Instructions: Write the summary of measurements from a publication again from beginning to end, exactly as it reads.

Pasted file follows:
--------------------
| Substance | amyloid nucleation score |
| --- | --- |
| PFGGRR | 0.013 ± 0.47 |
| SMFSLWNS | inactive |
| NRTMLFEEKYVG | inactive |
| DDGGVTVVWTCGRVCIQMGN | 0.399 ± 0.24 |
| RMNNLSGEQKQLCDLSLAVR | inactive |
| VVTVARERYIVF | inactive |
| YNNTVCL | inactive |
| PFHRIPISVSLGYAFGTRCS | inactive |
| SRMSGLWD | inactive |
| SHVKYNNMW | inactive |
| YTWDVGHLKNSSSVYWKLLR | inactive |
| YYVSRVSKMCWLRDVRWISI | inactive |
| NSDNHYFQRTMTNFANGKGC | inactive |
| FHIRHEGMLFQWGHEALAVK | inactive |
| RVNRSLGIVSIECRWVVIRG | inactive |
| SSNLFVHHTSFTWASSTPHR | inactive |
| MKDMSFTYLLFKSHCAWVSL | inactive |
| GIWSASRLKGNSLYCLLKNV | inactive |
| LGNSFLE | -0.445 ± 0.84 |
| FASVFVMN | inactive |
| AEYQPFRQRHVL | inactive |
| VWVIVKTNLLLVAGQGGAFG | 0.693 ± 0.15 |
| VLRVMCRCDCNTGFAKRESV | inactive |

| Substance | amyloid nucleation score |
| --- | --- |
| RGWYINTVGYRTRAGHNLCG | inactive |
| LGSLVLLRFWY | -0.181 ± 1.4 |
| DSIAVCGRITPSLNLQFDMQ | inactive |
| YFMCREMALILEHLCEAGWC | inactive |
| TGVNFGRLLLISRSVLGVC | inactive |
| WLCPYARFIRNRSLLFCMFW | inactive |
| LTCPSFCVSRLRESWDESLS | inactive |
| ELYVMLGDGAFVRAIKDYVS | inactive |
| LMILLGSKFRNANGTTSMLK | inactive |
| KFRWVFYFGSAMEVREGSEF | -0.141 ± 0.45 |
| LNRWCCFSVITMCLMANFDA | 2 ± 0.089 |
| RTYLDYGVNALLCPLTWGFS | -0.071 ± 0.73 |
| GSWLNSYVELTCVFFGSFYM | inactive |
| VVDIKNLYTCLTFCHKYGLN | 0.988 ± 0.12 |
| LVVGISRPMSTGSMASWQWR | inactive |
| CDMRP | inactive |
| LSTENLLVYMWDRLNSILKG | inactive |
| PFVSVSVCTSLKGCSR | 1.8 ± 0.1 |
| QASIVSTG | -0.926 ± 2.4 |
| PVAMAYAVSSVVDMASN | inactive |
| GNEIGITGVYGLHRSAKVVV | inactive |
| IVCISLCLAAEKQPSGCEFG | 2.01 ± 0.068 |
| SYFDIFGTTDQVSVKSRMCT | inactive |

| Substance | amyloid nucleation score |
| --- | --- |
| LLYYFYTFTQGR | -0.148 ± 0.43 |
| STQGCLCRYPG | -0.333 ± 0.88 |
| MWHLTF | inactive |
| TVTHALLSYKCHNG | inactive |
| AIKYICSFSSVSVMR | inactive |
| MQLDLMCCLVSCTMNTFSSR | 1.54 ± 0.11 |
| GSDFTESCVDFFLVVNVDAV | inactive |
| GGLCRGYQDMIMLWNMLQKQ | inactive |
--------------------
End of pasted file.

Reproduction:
| Substance | amyloid nucleation score |
| --- | --- |
| PFGGRR | 0.013 ± 0.47 |
| SMFSLWNS | inactive |
| NRTMLFEEKYVG | inactive |
| DDGGVTVVWTCGRVCIQMGN | 0.399 ± 0.24 |
| RMNNLSGEQKQLCDLSLAVR | inactive |
| VVTVARERYIVF | inactive |
| YNNTVCL | inactive |
| PFHRIPISVSLGYAFGTRCS | inactive |
| SRMSGLWD | inactive |
| SHVKYNNMW | inactive |
| YTWDVGHLKNSSSVYWKLLR | inactive |
| YYVSRVSKMCWLRDVRWISI | inactive |
| NSDNHYFQRTMTNFANGKGC | inactive |
| FHIRHEGMLFQWGHEALAVK | inactive |
| RVNRSLGIVSIECRWVVIRG | inactive |
| SSNLFVHHTSFTWASSTPHR | inactive |
| MKDMSFTYLLFKSHCAWVSL | inactive |
| GIWSASRLKGNSLYCLLKNV | inactive |
| LGNSFLE | -0.445 ± 0.84 |
| FASVFVMN | inactive |
| AEYQPFRQRHVL | inactive |
| VWVIVKTNLLLVAGQGGAFG | 0.693 ± 0.15 |
| VLRVMCRCDCNTGFAKRESV | inactive |

| Substance | amyloid nucleation score |
| --- | --- |
| RGWYINTVGYRTRAGHNLCG | inactive |
| LGSLVLLRFWY | -0.181 ± 1.4 |
| DSIAVCGRITPSLNLQFDMQ | inactive |
| YFMCREMALILEHLCEAGWC | inactive |
| TGVNFGRLLLISRSVLGVC | inactive |
| WLCPYARFIRNRSLLFCMFW | inactive |
| LTCPSFCVSRLRESWDESLS | inactive |
| ELYVMLGDGAFVRAIKDYVS | inactive |
| LMILLGSKFRNANGTTSMLK | inactive |
| KFRWVFYFGSAMEVREGSEF | -0.141 ± 0.45 |
| LNRWCCFSVITMCLMANFDA | 2 ± 0.089 |
| RTYLDYGVNALLCPLTWGFS | -0.071 ± 0.73 |
| GSWLNSYVELTCVFFGSFYM | inactive |
| VVDIKNLYTCLTFCHKYGLN | 0.988 ± 0.12 |
| LVVGISRPMSTGSMASWQWR | inactive |
| CDMRP | inactive |
| LSTENLLVYMWDRLNSILKG | inactive |
| PFVSVSVCTSLKGCSR | 1.8 ± 0.1 |
| QASIVSTG | -0.926 ± 2.4 |
| PVAMAYAVSSVVDMASN | inactive |
| GNEIGITGVYGLHRSAKVVV | inactive |
| IVCISLCLAAEKQPSGCEFG | 2.01 ± 0.068 |
| SYFDIFGTTDQVSVKSRMCT | inactive |

| Substance | amyloid nucleation score |
| --- | --- |
| LLYYFYTFTQGR | -0.148 ± 0.43 |
| STQGCLCRYPG | -0.333 ± 0.88 |
| MWHLTF | inactive |
| TVTHALLSYKCHNG | inactive |
| AIKYICSFSSVSVMR | inactive |
| MQLDLMCCLVSCTMNTFSSR | 1.54 ± 0.11 |
| GSDFTESCVDFFLVVNVDAV | inactive |
| GGLCRGYQDMIMLWNMLQKQ | inactive |